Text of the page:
Here is the comment:

That is what “Sustainable Orphanages for Haitian Young people” is. It is everyone, despite where we live, working together to produce a much better globe and a better life for kids who will take our motivation and make something out of it.

I know that some of those Haitian “orphanages” have turned out to be scams, in which horribly abused children are used as props by evil people to wring money from foreigners.

But I also witnessed good people making an effort to minister to those Haitian orphans – and to the myriad sick children and adults in Haiti. And I wish I had done more in my life to help others. I have my excuses, of course. But still… You know what I mean.

Margaret’s email told the story of Suma (photo above), who was rescued from slavery and is receiving the empowering gift of an education.

Nepal is so very far away, and we never hear or read about the wretched conditions there. But, according to the story accompanying Margaret’s email:

Millions of people around the world have watched the film “Girl Rising” — which features a segment about Suma, a courageous girl that Nepal Youth Foundation rescued from Kamlari child slavery and is currently supporting in vocational school.

When Suma was only nine years old, extreme poverty forced her family to “sell” her labor to their landlord as part of a sharecropping arrangement. For years, Suma slept in a goat shed and ate scraps from her master’s plate, spending long days and nights doing housework and chores.

In 2007, after six years of servitude, Suma was rescued by Sita Tharu, an NYF staff member. Since then, NYF has provided Suma with a variety of services to help her build a new life. She attended school and is now enrolled in a Medical Assistant training course as part of NYF’s Vocational Education and Career Counseling Program.

Perhaps the film will open the eyes of the world and bring more help for the enslaved children of Nepal.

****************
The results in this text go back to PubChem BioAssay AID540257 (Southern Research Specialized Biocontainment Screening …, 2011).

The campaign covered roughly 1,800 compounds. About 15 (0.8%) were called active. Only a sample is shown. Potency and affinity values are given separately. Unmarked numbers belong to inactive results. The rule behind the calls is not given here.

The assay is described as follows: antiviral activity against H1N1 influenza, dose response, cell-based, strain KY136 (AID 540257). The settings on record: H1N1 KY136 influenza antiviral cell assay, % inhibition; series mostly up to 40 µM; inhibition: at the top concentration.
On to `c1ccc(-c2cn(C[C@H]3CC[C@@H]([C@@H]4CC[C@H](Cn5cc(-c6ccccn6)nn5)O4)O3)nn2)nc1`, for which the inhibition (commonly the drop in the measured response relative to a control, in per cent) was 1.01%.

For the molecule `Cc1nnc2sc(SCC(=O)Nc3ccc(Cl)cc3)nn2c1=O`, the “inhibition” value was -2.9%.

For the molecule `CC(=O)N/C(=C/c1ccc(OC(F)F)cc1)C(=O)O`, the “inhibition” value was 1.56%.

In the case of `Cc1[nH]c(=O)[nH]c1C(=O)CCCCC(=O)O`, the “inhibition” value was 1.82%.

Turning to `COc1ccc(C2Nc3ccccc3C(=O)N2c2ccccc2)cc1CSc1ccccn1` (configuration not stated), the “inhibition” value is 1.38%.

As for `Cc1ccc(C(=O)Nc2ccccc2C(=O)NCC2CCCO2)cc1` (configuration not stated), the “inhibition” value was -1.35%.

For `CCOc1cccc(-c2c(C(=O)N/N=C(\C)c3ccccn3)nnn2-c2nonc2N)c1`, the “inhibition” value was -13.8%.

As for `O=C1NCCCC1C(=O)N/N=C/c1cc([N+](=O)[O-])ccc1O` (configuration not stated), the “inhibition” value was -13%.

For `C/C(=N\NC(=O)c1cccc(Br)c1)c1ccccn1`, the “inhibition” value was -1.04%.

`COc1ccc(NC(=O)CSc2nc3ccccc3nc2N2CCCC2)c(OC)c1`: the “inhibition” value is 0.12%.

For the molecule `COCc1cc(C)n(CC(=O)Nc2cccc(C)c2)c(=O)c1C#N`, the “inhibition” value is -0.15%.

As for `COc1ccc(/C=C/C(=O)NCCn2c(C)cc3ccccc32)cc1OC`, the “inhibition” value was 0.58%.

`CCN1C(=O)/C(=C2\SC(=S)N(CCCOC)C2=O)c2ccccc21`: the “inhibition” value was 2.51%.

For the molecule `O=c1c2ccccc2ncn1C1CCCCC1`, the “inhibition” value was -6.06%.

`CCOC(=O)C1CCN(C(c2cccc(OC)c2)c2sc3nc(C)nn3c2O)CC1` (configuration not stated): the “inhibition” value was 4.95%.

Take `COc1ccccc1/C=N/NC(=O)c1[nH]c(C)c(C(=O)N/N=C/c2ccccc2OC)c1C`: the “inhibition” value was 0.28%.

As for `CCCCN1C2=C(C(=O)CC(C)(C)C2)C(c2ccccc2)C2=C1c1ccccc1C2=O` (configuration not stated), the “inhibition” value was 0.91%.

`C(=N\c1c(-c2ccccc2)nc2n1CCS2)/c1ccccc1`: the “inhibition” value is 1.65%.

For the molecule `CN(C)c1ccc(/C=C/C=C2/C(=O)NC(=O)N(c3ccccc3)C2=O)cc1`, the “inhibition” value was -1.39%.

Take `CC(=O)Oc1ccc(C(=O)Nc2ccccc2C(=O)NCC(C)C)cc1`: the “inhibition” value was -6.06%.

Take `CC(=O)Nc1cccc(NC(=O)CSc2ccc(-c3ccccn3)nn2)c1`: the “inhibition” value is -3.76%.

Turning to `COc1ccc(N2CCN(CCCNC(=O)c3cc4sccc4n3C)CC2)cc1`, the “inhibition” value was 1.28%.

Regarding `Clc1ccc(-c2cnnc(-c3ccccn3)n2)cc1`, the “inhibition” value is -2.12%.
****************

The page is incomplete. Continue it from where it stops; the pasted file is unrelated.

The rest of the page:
It’s an encouraging story, the kind that renews our faith in human nature. Yes, we live in a world of bad people, but there are good people, too. And they’re out there, working to light a candle instead of cursing the darkness.

I regret not being one of them. And you know I will probably just continue to sit here and curse the darkness.

Click for more on the Haitian “orphanages” scam.

Click for more on Haitian orphanages.

Click for more on Suma.

Click for more on “Girl Rising.”


The Springsteen Paradox



In any society where personal freedom is prized, you are bound to find ironic contradictions. Like the freedom to try and curtail the personal freedom of others.

And you will find that contradiction today in America as a large and growing movement seeks to impose the will of its members on the rest of us.

Some members of the movement call themselves Christians. Others call themselves patriots. Some profess to be both.

I am convinced they are neither Christians nor patriots. In their hearts, they are tyrants.

The folks attacking Bruce Springsteen, for example. They obviously think they are being patriotic. I think they are un-American.

To me dissent is one of the most important freedoms in this amazing country. The freedom to disagree with your government’s policies is as American as apple pie.

And so is Bruce Springsteen (photo above).

“The Boss” was among a bevy of stars who headlined a nationally televised Veterans Day concert, and he chose as one of his numbers Creedence Clearwater Revival’s “Fortunate Son.”

If you’re old enough to remember the Vietnam War, you will probably remember Creedence Clearwater Revival and you might also remember these lyrics from “Fortunate Son”:

Yeah, some folks inherit star spangled eyes
Ooh, they send you down to war, Lord
And when you ask them, “How much should we give?”
Oh, they only answer, more, more, more, oh

It ain’t me, it ain’t me
I ain’t no military son
It ain’t me, it ain’t me
I ain’t no fortunate one

It’s one of those protest songs bred by a shameful period in America’s history.  It’s an example of the kind of dissent Americans are able to express without fear. And this freedom is rare in our tyrannical world.

Springsteen’s selection has sparked outrage from some “conservatives,” who don’t get America.

Ironically, while all this was going on, Springsteen was being honored for his outstanding contributions to America’s veterans. Yes, irony is alive and well in the USA.

But, thankfully, so is freedom – including the freedom to dissent.

Click for more on the concert.

Click for more on the Springsteen award.


The Immigration Dilemma

TimeAccording to people who should know, President Obama is about to take unilateral action on America’s vexing immigration problem. They predict he will block deportation of undocumented immigrants with American-born children – or with children who have become American citizens or legal residents –  as well as those who were brought to America as children.

Criminals and drug smugglers will still be deported, of course.